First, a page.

Week 1: Christmas is officially over
The tree is gone, the decorations are down, and Christmas is over.
When you first get a Christmas tree, it’s trussed to relatively manageable dimensions. After a few weeks inside, however, there’s no way it’s ever going back down to that size again. Thus I found myself sawing off the branches with my 500 mm wood saw until I had a tarpaulin full of branches that I could take to the reuse and recycling centre, formerly known as the council tip.
Even though I’ve come around to Christmas trees in recent years (mainly because L— possesses more than enough Christmas spirit to negate my humbugging tendencies) and now quite enjoy having one around, I’m glad to regain several square metres of floor space.
We’re now in “lockdown”. What this mainly means is that the whole of England is now in Tier 4, schools are closed again (to most pupils) after one single day of the spring term, and the government put the words “national lockdown” on a web page.
There’s no canonical definition of lockdown, and if you read the actual statutory instrument (for which you must also trace through all the previous amendments to work out what on earth is going on, a ludicrous situation) you find that it literally extends Tier 4:
Every area of England, apart from the territorial waters adjacent to England and the airspace above England and those territorial waters, is within the Tier 4 area.
There are a few other tweaks: zoos and gyms are closed, pubs can’t sell takeaway beer, and there are some restrictions on childcare. But as we were already in Tier 4, my life hasn’t changed much.
I don’t really know what people mean when they demand “lockdown”. I don’t think they do, either. I doubt they really want to go as far as welding everybody into their apartments, Wuhan style. But if you just ask for something called lockdown, you’ll get something called lockdown.
Speaking of wishing on a cursed monkey’s paw, people are just beginning to notice the inevitable consequences of Brexit. It seems that no one in government bothered to think it through, and most of the population blithely assumed that everything would broadly continue as before. This is going to get a lot worse over the coming weeks and months, especially in (Northern) Ireland.
The daftest consequence so far comes from the UK government’s simultaneous insistence that any retailer anywhere in the world selling to GB must sign up for and collect UK VAT. The collective response from smaller retailers has been, predictably, bollocks to that cost and paperwork, we won’t sell to GB. This will be a cultural loss, mostly: the kinds of things that you have to get from far afield tend to be for relatively obscure hobbies.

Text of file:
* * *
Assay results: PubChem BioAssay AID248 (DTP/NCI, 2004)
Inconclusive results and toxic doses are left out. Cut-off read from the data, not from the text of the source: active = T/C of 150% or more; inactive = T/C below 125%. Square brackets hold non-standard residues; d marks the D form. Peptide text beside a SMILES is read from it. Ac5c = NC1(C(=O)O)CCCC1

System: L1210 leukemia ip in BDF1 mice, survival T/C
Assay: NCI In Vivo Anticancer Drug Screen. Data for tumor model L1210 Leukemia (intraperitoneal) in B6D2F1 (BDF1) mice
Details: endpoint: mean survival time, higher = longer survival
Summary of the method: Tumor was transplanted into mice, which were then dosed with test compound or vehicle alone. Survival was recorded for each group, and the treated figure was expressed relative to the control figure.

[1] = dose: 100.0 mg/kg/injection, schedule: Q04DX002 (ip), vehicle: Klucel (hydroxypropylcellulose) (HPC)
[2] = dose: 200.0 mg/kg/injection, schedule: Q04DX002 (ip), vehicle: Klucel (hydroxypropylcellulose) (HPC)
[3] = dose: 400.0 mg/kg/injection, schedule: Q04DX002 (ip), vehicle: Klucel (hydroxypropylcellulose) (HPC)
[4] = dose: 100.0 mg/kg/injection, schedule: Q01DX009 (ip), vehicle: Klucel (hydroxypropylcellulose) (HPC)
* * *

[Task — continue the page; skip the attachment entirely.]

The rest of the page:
Ironically, the removal of the low-value VAT exemption is an EU regulation, the implementation of which is delayed there until July due to COVID, but with one significant difference: it’s not compulsory to register, so a seller can still choose to dump the tax and facilitation fees on the recipient. That’s a worse purchasing experience, but it’s better than the alternative of just not being able to get something. I hope that GB will end up in this position, but that might be too sensible for the present government.
I went to give blood for the 32nd time. The process was uneventful, but it was nice to be in a room with that many people! I really enjoyed sitting around the refreshment table afterwards – responsibly spread out – and just chatting with strangers. It wasn’t the best weather, but I put on my warmest coat and walked all the way there and back, along the river, across Tower Bridge, and through the empty City of London.
For a few hours, the US appeared to be undergoing a coup. It failed, but so
did the Beer Hall Putsch
in 1923. It was full of comical characters, but people died. The events behind
it are still unclear, and I think the story isn’t over. So far, Trump has been
kicked off every platform that tolerated him until this week, and the
suggestion that he might regroup on  attention thrown on the
activity on right-wing Twitter clone Parler has led to
them being expelled from the Google and Apple app stores and from Amazon web
I can be simultaneously glad that a dangerous voice has less opportunity to make itself heard, and uneasy about the power of a small number of companies, can’t I?
I built a random voltage generator Eurorack module. I’d taken advantage of Thonk’s post-Christmas sale, where everything was reduced but wouldn’t be shipped until January. I ordered a Transient Modules 4R kit. It arrived on Friday, and I built it on Saturday afternoon. The only problem I had was working out the orientation of the op-amps. There were no discernible indications on the board, the label was the opposite way round to the text on the chips, and the instructions described differently-marked chips. I ended up tracing the power supply on the circuit board to be sure.
It’s the kind of thing that’s superficially boring – you feed it a trigger, and it gives you a random voltage until the next trigger – but that can add a lot of interesting texture to a sequence of notes. And it’s only 2HP wide.
I’m still enjoying not working but I did have a dream in which someone offered me a job making robots. I think I might enjoy that.